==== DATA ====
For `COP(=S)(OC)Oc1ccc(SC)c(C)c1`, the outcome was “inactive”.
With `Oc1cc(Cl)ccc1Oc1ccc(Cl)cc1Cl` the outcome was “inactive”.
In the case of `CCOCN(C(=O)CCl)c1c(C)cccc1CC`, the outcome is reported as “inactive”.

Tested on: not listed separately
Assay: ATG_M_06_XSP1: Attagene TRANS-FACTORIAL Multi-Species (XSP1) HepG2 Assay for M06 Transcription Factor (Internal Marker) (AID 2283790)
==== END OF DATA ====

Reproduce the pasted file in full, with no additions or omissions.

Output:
For `COP(=S)(OC)Oc1ccc(SC)c(C)c1`, the outcome was “inactive”.
With `Oc1cc(Cl)ccc1Oc1ccc(Cl)cc1Cl` the outcome was “inactive”.
In the case of `CCOCN(C(=O)CCl)c1c(C)cccc1CC`, the outcome is reported as “inactive”.

Tested on: not listed separately
Assay: ATG_M_06_XSP1: Attagene TRANS-FACTORIAL Multi-Species (XSP1) HepG2 Assay for M06 Transcription Factor (Internal Marker) (AID 2283790)